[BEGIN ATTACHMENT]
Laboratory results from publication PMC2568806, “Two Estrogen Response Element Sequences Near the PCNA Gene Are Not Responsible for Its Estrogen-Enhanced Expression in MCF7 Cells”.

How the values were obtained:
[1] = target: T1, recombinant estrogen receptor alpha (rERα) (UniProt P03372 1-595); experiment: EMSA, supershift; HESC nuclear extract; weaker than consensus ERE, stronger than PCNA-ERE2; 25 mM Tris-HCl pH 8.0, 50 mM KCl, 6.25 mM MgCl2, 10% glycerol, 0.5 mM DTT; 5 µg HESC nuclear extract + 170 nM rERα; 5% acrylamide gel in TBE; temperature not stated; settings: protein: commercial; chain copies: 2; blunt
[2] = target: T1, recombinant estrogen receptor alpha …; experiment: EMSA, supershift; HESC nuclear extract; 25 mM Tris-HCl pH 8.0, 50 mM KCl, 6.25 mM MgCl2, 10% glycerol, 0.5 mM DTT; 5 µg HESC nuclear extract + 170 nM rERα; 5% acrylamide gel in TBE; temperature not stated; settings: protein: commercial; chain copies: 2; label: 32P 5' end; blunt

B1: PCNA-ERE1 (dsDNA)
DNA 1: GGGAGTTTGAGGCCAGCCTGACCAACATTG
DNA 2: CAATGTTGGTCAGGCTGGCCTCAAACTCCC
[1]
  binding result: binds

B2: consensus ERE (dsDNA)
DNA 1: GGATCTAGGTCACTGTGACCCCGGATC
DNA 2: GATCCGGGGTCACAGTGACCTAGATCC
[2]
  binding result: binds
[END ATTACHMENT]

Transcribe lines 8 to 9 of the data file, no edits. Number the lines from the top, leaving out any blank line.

[1]
  binding result: binds